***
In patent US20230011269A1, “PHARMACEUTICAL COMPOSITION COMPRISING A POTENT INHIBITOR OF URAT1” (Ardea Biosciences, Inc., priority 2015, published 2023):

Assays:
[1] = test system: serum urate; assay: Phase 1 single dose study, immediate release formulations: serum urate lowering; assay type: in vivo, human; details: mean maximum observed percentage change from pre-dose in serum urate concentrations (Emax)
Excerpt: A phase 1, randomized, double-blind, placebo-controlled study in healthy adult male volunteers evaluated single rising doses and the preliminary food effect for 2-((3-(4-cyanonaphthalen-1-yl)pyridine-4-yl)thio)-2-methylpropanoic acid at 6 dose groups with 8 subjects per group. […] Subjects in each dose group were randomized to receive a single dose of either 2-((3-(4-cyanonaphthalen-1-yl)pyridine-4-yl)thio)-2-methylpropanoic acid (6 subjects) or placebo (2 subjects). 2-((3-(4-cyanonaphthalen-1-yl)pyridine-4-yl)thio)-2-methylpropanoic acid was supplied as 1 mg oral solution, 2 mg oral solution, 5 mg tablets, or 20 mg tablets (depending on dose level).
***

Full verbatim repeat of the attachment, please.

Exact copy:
In patent US20230011269A1, “PHARMACEUTICAL COMPOSITION COMPRISING A POTENT INHIBITOR OF URAT1” (Ardea Biosciences, Inc., priority 2015, published 2023):

Assays:
[1] = test system: serum urate; assay: Phase 1 single dose study, immediate release formulations: serum urate lowering; assay type: in vivo, human; details: mean maximum observed percentage change from pre-dose in serum urate concentrations (Emax)
Excerpt: A phase 1, randomized, double-blind, placebo-controlled study in healthy adult male volunteers evaluated single rising doses and the preliminary food effect for 2-((3-(4-cyanonaphthalen-1-yl)pyridine-4-yl)thio)-2-methylpropanoic acid at 6 dose groups with 8 subjects per group. […] Subjects in each dose group were randomized to receive a single dose of either 2-((3-(4-cyanonaphthalen-1-yl)pyridine-4-yl)thio)-2-methylpropanoic acid (6 subjects) or placebo (2 subjects). 2-((3-(4-cyanonaphthalen-1-yl)pyridine-4-yl)thio)-2-methylpropanoic acid was supplied as 1 mg oral solution, 2 mg oral solution, 5 mg tablets, or 20 mg tablets (depending on dose level).